There are two blatant non sequiturs behind articles like this: one, sexual activity is an indication of HIV prevalence, and two, HIV prevalence is an indication of levels (and perhaps types) of sexual activity. Neither of these are supported by the evidence, only by the assumptions, the prejudices, the deeply held racism of the media and the international HIV industry.

One of the most egregious consequences of these racist views is that a lot of money and effort have been expended on useless ‘abstinence only until marriage’ programs (which could be better referred to as ‘abstinence only until death’). An update to an earlier meta-analysis of such programs concluded that:

“U.S. abstinence-only-until-marriage policies and programs are not effective, violate adolescent rights, stigmatize or exclude many youth, and reinforce harmful gender stereotypes. Adolescent sexual and reproductive health promotion should be based on scientific evidence and understanding, public health principles, and human rights.”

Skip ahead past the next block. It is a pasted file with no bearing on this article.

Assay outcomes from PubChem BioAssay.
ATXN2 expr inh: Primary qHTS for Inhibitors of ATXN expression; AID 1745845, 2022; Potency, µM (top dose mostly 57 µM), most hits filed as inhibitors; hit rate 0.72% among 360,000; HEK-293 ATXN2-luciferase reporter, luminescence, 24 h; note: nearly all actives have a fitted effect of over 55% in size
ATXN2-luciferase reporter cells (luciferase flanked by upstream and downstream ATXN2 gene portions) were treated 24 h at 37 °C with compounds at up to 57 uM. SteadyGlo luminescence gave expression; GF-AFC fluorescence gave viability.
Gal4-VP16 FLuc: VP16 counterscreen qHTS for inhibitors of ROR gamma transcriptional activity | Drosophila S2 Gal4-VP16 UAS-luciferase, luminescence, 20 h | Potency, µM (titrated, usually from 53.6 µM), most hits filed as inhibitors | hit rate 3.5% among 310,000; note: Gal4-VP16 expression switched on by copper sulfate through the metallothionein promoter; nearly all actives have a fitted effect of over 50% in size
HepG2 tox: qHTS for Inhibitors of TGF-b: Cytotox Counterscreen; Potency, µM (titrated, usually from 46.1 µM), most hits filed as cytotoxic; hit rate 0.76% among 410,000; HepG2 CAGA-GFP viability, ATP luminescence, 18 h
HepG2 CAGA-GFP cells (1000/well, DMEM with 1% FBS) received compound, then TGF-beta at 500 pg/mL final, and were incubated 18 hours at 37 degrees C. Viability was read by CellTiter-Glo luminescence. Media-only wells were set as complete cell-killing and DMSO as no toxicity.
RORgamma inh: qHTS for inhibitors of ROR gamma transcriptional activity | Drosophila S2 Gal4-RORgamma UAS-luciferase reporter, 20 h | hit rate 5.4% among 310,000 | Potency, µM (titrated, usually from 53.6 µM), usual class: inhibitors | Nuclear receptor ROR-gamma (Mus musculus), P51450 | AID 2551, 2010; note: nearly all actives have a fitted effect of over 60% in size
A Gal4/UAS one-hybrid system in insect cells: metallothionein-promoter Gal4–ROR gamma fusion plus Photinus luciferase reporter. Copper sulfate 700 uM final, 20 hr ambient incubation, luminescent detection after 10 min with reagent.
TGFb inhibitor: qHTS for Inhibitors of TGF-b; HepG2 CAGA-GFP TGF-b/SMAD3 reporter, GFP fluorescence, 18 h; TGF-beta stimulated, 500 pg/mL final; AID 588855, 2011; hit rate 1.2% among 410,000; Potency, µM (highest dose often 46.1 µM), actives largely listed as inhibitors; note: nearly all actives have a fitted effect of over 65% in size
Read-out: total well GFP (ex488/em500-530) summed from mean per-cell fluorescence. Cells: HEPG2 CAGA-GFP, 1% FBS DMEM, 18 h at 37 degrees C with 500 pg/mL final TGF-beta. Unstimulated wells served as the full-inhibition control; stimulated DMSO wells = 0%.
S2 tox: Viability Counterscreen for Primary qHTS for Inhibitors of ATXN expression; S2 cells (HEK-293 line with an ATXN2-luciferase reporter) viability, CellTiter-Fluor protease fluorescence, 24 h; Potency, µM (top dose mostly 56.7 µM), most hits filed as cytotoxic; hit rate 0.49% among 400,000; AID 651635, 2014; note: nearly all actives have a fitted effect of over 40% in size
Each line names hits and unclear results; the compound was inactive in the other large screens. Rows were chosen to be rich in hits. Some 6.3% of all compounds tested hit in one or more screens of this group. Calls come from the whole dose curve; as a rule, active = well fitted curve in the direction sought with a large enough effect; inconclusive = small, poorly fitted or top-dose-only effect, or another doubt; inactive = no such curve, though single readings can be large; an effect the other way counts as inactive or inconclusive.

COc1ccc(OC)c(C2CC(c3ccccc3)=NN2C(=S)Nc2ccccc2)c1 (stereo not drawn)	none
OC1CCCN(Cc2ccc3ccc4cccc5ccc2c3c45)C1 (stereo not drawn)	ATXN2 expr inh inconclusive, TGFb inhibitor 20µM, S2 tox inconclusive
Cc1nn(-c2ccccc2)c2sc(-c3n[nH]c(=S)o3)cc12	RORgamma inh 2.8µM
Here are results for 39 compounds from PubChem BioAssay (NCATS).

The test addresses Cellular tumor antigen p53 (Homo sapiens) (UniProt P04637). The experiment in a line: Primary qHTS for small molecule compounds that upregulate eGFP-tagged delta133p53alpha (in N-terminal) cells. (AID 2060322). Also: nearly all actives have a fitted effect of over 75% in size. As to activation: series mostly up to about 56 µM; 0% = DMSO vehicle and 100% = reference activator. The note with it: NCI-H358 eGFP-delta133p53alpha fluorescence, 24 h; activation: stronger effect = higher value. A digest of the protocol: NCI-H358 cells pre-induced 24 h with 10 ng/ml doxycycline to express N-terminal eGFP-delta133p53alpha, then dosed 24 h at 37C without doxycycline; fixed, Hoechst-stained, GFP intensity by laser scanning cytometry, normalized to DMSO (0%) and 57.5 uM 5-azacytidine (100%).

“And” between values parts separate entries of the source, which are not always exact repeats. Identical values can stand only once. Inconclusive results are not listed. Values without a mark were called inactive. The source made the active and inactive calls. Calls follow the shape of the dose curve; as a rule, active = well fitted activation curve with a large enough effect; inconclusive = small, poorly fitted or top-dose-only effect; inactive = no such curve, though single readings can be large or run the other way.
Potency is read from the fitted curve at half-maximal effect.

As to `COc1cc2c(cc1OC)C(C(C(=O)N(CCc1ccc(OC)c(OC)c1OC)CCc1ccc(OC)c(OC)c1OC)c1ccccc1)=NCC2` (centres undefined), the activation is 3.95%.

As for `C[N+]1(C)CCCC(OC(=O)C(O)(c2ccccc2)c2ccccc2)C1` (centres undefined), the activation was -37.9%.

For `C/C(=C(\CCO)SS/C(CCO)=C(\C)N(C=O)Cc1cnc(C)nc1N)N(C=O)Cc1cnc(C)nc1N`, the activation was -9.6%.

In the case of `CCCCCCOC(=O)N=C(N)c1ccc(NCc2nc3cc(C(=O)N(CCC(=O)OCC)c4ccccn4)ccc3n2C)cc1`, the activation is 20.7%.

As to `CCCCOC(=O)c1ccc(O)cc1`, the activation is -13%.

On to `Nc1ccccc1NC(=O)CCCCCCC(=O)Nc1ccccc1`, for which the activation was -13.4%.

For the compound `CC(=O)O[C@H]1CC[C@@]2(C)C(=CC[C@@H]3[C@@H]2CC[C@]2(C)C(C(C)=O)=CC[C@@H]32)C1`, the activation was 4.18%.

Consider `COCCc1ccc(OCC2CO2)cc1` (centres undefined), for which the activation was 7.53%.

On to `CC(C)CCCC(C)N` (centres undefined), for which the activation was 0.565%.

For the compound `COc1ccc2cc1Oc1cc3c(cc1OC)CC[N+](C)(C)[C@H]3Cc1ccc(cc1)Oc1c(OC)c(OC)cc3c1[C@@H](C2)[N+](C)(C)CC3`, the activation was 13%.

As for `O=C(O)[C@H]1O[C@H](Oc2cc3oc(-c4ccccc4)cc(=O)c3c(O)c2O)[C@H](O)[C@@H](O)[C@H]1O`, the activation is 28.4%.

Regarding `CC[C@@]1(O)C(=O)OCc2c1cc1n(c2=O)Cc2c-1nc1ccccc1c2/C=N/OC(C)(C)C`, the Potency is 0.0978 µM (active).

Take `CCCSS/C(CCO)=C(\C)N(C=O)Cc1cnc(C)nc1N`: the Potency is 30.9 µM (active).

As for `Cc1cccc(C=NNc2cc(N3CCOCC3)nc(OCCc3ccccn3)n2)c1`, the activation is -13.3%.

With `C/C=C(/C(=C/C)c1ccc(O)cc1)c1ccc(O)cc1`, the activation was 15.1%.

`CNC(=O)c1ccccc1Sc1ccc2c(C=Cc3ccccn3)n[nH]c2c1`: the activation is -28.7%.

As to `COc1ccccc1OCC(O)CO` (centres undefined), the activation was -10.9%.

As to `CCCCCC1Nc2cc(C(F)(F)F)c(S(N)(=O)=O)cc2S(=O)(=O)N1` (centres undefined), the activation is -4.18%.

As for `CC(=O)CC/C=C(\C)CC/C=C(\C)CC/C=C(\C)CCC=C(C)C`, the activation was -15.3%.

The Guardian article is pure speculation, with a handful of figures thrown in. There is the ever-present ‘expert’ opinion about why more women than men are infected, etc, but the only constant throughout the article is racism, about ‘Africans’, their implied sexual behavior, their attitudes towards women, especially young women…the rightness of the HIV industry and the wrongness of all ‘African’ people.

If this sort of article is to be believed, all sex is wrong in Africa, it’s all ‘unsafe’, it should all stop. The men are cruel, the women are powerless victims and only non-Africans can diagnose what is going on there, phrenologize the population, profile the groups, strategize their rehabilitation and save them all from damnation (‘Shut up and get back in your pigeon-hole, we were right all along!’).